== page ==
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Correction published on 15 August 2017, see Nutrients 2017, 9(8), 876.
Open AccessCommunication

Iron, Anemia, and Iron Deficiency Anemia among Young Children in the United States

Division of Nutrition, Physical Activity, and Obesity, Centers for Disease Control and Prevention, Atlanta, GA 30341, USA
Author to whom correspondence should be addressed.
Nutrients 2016, 8(6), 330;
Received: 13 April 2016 / Revised: 26 May 2016 / Accepted: 26 May 2016 / Published: 30 May 2016
(This article belongs to the Special Issue Fortification to Combat Micronutrient Deficiencies)
Iron deficiency and anemia are associated with impaired neurocognitive development and immune function in young children. Total body iron, calculated from serum ferritin and soluble transferrin receptor concentrations, and hemoglobin allow for monitoring of the iron and anemia status of children in the United States. The purpose of this analysis is to describe the prevalence of iron deficiency (ID), anemia, and iron deficiency anemia (IDA) among children 1–5 years using data from the 2007–2010 National Health and Nutrition Examination Survey (NHANES). Prevalence of ID, anemia, and IDA among children 1–5 years was 7.1% (5.5, 8.7), 3.9% (2.0, 4.3), and 1.1% (0.6, 1.7), respectively. The prevalence of both ID and anemia were higher among children 1–2 years (p < 0.05). In addition, 50% of anemic children 1–2 years were iron deficient. This analysis provides an update on the prevalence of ID, anemia, and IDA for a representative sample of US children. Our results suggest little change in these indicators over the past decade. Monitoring of ID and anemia is critical and prevention of ID in early childhood should remain a public health priority. View Full-Text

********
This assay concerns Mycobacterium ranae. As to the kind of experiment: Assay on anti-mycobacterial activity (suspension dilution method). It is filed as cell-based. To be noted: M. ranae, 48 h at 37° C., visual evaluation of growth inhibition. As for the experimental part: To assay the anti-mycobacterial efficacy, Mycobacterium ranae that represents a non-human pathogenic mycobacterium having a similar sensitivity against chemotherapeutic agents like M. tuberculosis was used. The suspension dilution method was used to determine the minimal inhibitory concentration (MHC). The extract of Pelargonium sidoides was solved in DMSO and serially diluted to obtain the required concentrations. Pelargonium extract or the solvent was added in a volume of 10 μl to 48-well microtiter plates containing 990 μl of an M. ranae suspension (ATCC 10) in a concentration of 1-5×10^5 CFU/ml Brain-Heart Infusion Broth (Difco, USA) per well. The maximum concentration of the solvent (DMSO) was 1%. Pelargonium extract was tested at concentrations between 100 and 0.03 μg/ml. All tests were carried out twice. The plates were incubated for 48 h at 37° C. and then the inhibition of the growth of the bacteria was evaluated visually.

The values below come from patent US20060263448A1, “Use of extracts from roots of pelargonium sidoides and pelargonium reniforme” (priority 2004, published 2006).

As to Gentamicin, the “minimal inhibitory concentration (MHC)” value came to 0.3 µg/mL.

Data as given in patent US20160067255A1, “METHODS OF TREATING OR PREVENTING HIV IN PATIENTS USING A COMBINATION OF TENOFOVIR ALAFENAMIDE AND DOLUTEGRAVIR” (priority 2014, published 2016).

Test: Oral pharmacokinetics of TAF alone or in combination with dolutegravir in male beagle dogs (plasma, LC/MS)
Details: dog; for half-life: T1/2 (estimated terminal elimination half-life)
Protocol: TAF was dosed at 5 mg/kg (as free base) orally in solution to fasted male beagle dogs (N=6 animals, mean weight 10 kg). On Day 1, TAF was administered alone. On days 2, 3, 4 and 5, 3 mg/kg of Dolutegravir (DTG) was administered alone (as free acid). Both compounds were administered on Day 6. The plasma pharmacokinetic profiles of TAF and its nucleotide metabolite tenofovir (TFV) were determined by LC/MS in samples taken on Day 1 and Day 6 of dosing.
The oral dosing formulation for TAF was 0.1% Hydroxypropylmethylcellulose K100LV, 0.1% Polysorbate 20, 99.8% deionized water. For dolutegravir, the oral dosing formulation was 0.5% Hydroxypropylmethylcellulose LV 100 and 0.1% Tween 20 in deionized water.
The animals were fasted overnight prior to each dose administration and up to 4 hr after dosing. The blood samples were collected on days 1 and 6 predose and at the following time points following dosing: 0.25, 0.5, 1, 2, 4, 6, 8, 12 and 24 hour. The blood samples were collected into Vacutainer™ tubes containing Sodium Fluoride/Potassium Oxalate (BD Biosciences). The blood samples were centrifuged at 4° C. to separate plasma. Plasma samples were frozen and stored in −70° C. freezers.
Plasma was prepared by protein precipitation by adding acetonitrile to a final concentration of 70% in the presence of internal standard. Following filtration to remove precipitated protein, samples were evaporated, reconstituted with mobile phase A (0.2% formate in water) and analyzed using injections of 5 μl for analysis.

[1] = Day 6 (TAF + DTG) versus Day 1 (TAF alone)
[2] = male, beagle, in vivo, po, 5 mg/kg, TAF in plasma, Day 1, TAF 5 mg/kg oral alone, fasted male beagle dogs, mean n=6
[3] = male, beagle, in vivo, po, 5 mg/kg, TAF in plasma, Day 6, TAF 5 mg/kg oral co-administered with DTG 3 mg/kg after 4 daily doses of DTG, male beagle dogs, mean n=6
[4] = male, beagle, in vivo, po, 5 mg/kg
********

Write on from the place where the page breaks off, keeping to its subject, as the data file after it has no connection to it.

Keywords: iron deficiency; anemia; NHANES iron deficiency; anemia; NHANES
MDPI and ACS Style

Gupta, P.M.; Perrine, C.G.; Mei, Z.; Scanlon, K.S. Iron, Anemia, and Iron Deficiency Anemia among Young Children in the United States. Nutrients 2016, 8, 330.

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